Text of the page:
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Students in Deadly Houston Bus Crash ‘Wanted to Make Something’ of Themselves

Deadly School bus accident in Houston 1:19

Two high schoolers who were killed when their bus went crashing over a highway overpass in Houston Tuesday morning were remembered by their principal as "darling," motivated students.

The girls, ages 14 and 17, attended a Houston charter high school called REACH, which is made up almost entirely of minority students and requires an interview for admission.

Neither of the students' names were released, but Principal Bertie Simmons said at a press conference Tuesday afternoon that she had just interviewed the 14-year-old ahead of her freshman year at the school.

"She was darling and interested in doing everything she could to further herself," Simmons said. "Her goal was to graduate from high school and make something of herself."

Families in Mourning After Fatal School Bus Crash 1:38

The crash occurred at around 7 a.m. local time (8 a.m. ET) on a stretch of Interstate 610 known as the South Loop East after a driver of a Buick — identified by the school district as a Houston Independent School District teacher — made an unsafe lane change and struck the larger vehicle as both automobiles traveled eastbound, police said.

The bus veered to the right and slammed into a guardrail before falling off the overpass, police said.

"Those were all students who were serious, who wanted to get a good education."

Two other students were injured in the crash, as was the bus driver, identified as Louisa Pacheco. All are at area hospitals.

"Their injuries are serious and we ask for your continued prayers," deputy superintendent Ken Huewitt said.

The driver of the Buick was not identified. Police had announced no charges as of Tuesday afternoon, and said the driver showed no signs of impairment. The investigation is ongoing, police said.

“We are deeply saddened by this tragedy,” HISD Superintendent Terry Grier said in a statement. “I ask all of the HISD community to join me in praying for all of those involved.”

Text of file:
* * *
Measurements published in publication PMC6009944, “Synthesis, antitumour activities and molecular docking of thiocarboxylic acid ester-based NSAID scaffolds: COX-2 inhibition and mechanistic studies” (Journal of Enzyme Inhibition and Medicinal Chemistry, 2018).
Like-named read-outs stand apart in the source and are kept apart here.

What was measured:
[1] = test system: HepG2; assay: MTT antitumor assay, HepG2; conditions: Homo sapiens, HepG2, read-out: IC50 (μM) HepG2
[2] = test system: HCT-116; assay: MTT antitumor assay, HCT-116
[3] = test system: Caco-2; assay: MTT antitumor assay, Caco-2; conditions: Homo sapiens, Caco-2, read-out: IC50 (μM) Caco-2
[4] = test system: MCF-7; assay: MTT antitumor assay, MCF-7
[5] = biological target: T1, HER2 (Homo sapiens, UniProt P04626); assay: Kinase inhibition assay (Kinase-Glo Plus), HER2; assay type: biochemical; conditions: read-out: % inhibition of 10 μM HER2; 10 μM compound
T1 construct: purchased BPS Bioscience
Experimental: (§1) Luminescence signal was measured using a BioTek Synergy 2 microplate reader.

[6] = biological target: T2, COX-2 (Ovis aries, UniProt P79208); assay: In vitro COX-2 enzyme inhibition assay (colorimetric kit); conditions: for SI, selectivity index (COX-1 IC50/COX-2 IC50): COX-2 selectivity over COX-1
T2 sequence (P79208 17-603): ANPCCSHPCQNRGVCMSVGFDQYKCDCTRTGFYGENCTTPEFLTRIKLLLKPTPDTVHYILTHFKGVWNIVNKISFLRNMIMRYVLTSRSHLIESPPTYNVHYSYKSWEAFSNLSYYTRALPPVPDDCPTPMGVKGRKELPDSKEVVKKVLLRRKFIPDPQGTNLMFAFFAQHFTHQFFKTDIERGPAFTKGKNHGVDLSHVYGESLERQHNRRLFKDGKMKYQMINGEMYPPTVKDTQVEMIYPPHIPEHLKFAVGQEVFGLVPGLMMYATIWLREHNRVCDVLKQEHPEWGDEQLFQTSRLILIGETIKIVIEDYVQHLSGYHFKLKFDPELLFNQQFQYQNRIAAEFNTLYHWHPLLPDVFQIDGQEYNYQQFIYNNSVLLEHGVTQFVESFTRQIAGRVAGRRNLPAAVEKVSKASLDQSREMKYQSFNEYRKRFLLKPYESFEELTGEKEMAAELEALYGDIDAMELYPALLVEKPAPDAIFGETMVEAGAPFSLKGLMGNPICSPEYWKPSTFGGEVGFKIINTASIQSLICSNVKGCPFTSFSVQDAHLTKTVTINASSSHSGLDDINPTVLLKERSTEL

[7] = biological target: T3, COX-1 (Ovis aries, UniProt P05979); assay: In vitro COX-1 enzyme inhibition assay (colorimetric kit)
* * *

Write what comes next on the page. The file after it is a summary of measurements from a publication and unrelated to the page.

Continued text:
Simmons said she knows the parents of all four students involved in Tuesday's accident.

"It goes without saying they already know how much I care about those students. Those were all students who were serious, who wanted to get a good education," she said.

The bus was en route to another public school, Furr High School, and REACH, which is on Furr's campus. Three of the students were enrolled in the charter school, and one was at Furr.

The Houston Fire Department responded to the wreck just after 7 a.m. local time, Senior Captain Ruy Lozano told NBC News.

Rossen Reports: Why don’t most school buses have seat belts? 6:02

According to the school, the bus was equipped with lap belts and seven security cameras. Footage from those cameras is being reviewed.

Houston Independent School District transportation general manager Nathan Graf, who oversees transportation for the approximately 34,000 students in the district who ride school buses, said "approximately 40 or 50 percent of our buses have lap belts."

"It's currently optional right now if they're worn," he said. "It's optional because it's difficult for the driver to enforce."

The buses, he added, are equipped with safety features throughout, including a crush-proof ceiling.

Pacheco, the driver, has a clean driving record, and the bus, which was purchased new in 2008, had a routine maintenance inspection in June and was "in good working order," Graf said. Pacheco has been a driver for the district for about three years.